The perfect phrase for this book is: Never judge a book by its movie. This is a must-read for all horror fans, a classic that still manages to leave your skin crawling.
In modern Iraq, a Jesuit at an excavation of an ancient site discovers a strange figurine of the demon Pazuzu entwined with a metal of St Joseph. In the city of Georgetown, the daughter of a famous actress falls victim to a disease that medicine cannot explain. When paranormal events start happening around young Reagan McNeil, her mother turns to a Jesuit priest, Father Damien Karras. When all his effects bare no fruit, Father Karras calls upon Father Lankester Merrin, another priest just returned from Iraq. Together they will attempt to exorcise the demon within the girl, but at what cost? Doubts are brewing and evil never rests.
I must admit, when I started reading this book I struggled to keep reading it but in the end, it was worth it. It’s one of scariest books one can read.
The depth of this novel is great and there are no loose ends. The plot is disturbing but at the same time compelling and will stay in the memory of the reader for a long time. The research that William Blatty uses in the novel is very well integrated and it gives the feeling that the reader is reading about something that really happened. The lines of thought, the psychology and the knowledge of human behaviour were incredible to read and it’s easy for the reader to identify itself with one of the characters and its reactions.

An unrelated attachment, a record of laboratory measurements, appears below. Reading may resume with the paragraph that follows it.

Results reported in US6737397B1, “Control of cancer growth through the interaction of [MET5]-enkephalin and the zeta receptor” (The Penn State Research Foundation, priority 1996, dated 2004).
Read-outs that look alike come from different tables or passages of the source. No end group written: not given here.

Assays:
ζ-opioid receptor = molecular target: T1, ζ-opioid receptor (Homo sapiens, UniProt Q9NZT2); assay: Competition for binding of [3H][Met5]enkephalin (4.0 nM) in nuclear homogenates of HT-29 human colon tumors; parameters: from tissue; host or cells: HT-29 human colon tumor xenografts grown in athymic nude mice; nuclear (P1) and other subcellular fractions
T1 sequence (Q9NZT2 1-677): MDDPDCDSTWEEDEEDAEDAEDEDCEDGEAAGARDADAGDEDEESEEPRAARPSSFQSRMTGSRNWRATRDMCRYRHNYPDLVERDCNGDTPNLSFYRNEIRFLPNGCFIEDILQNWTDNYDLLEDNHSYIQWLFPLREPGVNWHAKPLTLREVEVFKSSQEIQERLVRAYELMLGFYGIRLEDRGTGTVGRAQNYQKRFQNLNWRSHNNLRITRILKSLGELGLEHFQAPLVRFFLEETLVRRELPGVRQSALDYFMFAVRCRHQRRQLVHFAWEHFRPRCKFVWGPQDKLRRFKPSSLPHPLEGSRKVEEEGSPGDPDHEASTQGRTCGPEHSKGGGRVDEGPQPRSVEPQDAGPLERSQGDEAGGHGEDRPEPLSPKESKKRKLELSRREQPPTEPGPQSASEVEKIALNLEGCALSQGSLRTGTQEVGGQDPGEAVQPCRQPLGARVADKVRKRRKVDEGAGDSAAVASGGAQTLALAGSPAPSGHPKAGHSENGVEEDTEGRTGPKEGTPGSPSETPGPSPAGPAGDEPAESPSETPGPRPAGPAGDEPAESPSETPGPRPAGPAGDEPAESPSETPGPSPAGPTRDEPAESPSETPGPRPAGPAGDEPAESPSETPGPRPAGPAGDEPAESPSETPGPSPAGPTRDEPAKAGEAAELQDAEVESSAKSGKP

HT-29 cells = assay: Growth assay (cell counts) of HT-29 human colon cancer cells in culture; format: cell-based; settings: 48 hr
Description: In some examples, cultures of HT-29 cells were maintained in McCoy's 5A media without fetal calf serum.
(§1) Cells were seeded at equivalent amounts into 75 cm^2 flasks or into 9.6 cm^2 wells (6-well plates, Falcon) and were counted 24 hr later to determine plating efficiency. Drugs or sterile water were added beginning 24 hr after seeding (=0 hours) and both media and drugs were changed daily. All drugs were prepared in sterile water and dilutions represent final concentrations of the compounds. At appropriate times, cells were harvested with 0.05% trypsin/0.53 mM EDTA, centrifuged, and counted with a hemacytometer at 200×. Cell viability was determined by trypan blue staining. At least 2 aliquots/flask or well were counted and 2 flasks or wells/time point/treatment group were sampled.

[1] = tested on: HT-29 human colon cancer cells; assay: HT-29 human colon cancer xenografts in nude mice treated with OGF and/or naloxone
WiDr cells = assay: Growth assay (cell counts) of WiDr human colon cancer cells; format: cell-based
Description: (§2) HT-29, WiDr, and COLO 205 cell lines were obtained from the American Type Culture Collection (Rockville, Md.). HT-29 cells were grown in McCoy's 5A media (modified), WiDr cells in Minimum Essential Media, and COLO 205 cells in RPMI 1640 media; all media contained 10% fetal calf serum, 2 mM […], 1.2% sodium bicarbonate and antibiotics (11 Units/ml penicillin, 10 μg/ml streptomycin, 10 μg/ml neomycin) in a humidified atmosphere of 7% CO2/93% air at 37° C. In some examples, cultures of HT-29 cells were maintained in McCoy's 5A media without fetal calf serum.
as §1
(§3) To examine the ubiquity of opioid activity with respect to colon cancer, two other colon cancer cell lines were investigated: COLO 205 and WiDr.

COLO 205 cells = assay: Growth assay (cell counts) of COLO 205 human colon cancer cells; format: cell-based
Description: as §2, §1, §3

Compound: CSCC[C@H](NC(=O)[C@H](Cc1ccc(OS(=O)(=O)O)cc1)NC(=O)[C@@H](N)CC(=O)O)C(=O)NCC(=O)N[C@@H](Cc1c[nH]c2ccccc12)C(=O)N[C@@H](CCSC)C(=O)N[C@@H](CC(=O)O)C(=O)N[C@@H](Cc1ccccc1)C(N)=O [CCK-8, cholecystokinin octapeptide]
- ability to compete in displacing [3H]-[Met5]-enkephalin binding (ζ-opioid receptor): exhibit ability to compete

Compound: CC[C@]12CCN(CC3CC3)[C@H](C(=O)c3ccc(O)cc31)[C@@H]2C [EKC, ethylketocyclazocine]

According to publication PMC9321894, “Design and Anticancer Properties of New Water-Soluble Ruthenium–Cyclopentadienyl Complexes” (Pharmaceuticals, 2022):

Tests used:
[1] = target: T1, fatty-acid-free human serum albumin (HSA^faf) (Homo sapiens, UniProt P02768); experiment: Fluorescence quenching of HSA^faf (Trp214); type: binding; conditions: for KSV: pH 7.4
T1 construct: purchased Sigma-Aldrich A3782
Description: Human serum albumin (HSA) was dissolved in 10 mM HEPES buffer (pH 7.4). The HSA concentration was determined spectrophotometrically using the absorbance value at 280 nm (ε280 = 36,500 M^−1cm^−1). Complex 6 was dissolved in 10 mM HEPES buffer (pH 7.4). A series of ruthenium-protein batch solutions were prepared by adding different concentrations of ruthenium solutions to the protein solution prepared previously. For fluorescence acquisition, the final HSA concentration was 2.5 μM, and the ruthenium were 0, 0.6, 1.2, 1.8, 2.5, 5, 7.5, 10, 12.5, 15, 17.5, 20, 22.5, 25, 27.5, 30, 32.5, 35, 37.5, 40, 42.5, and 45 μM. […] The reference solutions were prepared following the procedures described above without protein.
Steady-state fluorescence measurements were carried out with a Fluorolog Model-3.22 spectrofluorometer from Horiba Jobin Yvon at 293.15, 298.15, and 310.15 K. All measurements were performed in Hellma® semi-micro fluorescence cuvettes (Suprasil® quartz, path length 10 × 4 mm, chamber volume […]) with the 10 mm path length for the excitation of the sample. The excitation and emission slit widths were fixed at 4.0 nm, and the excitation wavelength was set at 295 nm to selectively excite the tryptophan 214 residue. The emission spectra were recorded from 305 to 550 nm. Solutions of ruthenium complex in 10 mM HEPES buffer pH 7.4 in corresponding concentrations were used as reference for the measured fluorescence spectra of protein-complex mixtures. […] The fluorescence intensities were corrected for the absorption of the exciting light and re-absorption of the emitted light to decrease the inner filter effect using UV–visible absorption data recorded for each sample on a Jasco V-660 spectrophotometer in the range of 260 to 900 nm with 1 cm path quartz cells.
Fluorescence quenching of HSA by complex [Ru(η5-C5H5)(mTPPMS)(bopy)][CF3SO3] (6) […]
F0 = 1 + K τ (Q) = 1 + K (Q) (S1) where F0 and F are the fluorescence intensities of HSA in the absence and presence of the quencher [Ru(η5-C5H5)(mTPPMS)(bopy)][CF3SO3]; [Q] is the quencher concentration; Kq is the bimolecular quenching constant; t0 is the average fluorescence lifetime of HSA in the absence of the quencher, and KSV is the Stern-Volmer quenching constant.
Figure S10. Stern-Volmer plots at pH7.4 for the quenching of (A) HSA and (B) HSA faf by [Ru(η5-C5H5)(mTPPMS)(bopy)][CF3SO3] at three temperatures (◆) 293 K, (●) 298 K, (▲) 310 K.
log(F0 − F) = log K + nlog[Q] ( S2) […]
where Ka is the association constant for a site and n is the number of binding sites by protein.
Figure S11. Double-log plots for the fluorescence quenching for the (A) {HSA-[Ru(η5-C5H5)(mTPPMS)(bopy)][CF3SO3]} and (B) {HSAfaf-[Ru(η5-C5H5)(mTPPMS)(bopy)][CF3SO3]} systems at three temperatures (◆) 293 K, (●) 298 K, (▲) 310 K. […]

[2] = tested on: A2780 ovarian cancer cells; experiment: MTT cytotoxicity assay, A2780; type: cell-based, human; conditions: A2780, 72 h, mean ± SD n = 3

The characters are very well developed. Father Damien, the main protagonist is a great character with his own flaws and his doubts make him more human. The loss of his mother and the confrontation with something he doesn’t understand and therefore, doesn’t know how to help, makes the reader feel for him. As he battles a crisis of faith, he still holds on with the simple objective of saving the young girls’ life.
The style of writing is simple and easy to follow, built on mundane vocabulary to describe the activities of every day. The narrative develops at a steady pace and Blatty narrates the story without getting lost in unnecessary details. The beginning of the story is mysterious and descriptive but it’s needed to set the scene, not only in Iraq but in Georgetown as well. No main characters are introduced though, and the reader is left hanging with questions. The writing is seductive and Betty knows how to keep the reader absorbed in the narrative even when it gets creepy.
I highly recommend this book to horror fans that like to stay awake at night for more reasons than one.